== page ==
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When Will the United States Reopen for Business?

When Will the United States Reopen for Business

This is the second issue in The Rise of America, a series about the future of the United States as the global superpower. For the first, which predicted Trump’s new $2T infrastructure push just days before he tweeted about it, click here.

Dear Reader,

When all of this began, it wasn’t supposed to be for very long.

“Fifteen days to slow the spread,” they told us.

But now we know differently. It’s obvious we’re going to be holed up in our homes much longer than that.

It wasn’t Easter 2020. Could it be Christmas 2020? Easter of 2021?

Of course, you’re painfully aware of why we’re social distancing: it’s to “flatten the curve.”

Only if we flatten the curve, that means it lasts longer. So just how low and long does this curve need to be?

In other words, how long will we be standing six feet apart at the grocery store… will gatherings of more than three people be illegal… will we see our best friends as biohazards?

It’s not just important to know for our sanity. It’s vital in order to understand how much damage this will have on the economy—and what the timeline looks like for getting it back up and running.

The toll it’s already taking is astronomical. For example, BMW has decided to shutter its single North American plant for at least a few weeks; that will cost it more than $36 million a day.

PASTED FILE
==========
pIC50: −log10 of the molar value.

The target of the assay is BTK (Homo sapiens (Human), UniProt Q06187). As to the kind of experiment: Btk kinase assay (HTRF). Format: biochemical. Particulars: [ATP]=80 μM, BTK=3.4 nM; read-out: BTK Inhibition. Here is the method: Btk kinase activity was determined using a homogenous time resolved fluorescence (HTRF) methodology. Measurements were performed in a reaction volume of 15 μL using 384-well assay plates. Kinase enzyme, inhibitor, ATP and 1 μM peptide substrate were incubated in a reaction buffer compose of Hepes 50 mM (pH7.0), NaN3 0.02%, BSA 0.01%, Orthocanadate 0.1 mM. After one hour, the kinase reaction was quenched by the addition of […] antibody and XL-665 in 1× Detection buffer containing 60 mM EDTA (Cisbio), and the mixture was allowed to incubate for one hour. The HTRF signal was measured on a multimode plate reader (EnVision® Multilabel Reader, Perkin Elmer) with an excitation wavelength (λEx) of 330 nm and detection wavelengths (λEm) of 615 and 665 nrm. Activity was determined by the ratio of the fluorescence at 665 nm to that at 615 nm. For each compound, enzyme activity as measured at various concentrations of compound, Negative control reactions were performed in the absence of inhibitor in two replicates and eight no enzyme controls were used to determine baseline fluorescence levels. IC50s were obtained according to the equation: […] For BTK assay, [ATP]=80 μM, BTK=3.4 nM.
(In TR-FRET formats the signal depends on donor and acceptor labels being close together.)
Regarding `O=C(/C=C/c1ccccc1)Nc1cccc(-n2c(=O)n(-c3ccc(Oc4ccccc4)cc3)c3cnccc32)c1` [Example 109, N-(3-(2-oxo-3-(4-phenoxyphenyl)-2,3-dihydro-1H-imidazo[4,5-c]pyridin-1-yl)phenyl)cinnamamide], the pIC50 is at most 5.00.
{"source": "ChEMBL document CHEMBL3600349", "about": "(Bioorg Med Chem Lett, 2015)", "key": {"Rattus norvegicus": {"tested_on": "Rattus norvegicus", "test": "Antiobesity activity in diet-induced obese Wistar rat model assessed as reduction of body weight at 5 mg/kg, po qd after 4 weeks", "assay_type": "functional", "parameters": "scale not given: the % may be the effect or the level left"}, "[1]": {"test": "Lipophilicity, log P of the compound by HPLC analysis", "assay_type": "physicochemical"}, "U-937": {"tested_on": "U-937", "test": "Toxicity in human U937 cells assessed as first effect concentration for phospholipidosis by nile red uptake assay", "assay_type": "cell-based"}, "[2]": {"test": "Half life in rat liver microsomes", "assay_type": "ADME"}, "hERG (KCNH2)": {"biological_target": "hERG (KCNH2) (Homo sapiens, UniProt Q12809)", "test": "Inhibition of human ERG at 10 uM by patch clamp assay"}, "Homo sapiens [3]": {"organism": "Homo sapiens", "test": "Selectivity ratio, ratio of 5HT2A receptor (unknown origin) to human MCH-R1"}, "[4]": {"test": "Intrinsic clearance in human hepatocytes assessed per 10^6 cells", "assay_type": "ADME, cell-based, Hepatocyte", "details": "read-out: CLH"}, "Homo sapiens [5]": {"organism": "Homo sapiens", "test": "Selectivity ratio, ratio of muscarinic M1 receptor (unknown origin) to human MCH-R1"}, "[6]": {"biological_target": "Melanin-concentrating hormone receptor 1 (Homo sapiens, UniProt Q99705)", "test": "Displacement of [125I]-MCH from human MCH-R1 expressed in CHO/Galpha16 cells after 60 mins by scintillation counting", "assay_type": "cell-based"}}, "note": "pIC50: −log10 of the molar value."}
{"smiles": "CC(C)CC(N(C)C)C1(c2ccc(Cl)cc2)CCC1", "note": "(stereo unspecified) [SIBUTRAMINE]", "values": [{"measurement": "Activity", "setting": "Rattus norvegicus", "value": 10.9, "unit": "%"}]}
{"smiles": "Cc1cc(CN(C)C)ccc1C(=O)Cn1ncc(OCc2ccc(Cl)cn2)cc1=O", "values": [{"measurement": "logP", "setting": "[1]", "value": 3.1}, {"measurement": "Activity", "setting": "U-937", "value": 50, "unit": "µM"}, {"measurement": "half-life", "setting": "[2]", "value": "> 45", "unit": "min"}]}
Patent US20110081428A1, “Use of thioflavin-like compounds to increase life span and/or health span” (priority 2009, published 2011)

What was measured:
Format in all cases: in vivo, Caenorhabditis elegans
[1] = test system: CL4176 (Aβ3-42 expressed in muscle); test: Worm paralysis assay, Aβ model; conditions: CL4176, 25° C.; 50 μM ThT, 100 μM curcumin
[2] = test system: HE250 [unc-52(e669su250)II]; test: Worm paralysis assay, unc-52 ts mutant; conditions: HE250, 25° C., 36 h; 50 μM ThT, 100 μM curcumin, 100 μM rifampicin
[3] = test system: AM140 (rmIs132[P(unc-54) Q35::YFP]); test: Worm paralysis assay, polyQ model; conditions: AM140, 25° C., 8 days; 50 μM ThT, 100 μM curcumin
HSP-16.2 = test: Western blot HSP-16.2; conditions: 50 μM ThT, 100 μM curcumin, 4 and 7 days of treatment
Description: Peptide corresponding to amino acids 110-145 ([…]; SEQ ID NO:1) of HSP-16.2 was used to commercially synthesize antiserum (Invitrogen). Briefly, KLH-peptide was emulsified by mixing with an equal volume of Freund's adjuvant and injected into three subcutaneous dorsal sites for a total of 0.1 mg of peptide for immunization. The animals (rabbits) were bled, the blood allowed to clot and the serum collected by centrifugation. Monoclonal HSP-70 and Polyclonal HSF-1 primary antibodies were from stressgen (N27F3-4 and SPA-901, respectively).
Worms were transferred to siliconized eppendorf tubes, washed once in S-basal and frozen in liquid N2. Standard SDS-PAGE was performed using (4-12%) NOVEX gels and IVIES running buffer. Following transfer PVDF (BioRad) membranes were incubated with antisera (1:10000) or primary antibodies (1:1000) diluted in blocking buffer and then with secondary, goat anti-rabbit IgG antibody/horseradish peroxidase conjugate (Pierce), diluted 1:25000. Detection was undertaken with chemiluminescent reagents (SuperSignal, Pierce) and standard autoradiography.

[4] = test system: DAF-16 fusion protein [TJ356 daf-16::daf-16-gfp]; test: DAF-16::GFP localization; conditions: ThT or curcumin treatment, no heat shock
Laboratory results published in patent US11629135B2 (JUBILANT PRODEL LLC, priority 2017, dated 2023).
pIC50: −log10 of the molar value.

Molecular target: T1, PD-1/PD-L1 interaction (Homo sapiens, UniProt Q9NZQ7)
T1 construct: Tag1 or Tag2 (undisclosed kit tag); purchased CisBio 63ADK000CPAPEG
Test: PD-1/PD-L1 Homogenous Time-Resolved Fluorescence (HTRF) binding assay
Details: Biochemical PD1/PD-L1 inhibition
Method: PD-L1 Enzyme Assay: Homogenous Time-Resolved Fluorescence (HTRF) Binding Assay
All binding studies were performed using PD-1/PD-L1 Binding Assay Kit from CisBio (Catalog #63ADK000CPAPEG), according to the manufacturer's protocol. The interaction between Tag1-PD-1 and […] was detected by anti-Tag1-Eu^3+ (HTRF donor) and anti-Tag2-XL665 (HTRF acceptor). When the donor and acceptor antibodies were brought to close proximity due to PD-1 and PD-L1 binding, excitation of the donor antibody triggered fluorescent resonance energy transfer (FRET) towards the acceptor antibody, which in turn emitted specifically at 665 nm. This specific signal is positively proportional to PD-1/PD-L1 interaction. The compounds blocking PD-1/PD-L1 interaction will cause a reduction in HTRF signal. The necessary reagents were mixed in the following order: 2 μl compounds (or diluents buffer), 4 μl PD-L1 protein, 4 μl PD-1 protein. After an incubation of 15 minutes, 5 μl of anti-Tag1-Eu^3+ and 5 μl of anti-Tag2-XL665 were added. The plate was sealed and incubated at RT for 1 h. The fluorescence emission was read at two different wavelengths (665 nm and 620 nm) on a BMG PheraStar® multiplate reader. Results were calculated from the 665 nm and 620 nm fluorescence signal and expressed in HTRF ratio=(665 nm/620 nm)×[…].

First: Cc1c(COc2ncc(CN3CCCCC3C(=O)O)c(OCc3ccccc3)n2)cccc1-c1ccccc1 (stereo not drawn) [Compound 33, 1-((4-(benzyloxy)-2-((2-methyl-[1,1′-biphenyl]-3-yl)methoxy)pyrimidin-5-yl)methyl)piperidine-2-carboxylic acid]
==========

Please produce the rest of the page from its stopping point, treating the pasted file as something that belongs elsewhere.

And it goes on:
And then there’s unemployment, which is already at 10%… and rising at rates not seen even during the Great Depression.

Lots of models have already been created to try to predict when we’ll ease up on lockdowns. Morgan Stanley, for instance, created the following potential timeline:

Exhibit 1: Projected timeline and milestones for a return to work in the US

Morgan Stanley Coronavirus Graph

Source: Morgan Stanley Research

Now before you start getting your hopes up, the bad news first: social distancing will not be gone any time in the near future.

And if it is: It will be brought back. Quickly.

Countries like Singapore, Taiwan, South Korea, and even China are seeing this happen. The cases return to zero, the lockdown orders are removed, and the spread starts anew.

Even though China has underreported their case counts (and has revised their own death count due to the virus in Wuhan by over 50% higher), their official daily new case count on Sunday, April 12th was 108 – the highest since March 5th, showing that it’s likely they’re facing the beginnings of a second wave.

In other words, suppressing the virus is not a temporary battle. Foreigners and travelers will just begin the cycle over again.

So shelter-in-place measures are not happening to eliminate the virus. Their sole purpose is to buy time.

And that precious time is necessary for three things:

  • Give hospitals time to adjust and handle the influx of patients
  • Testing nearly the entire population (and subsequent involuntary isolation of infected individuals)
  • Development of an effective vaccine

The first makes sense.  Do whatever we can to help out our health care workers.  The second also at first glance sounds good… at least in theory. But the chemicals used to manufacture tests are expected to run out within a month.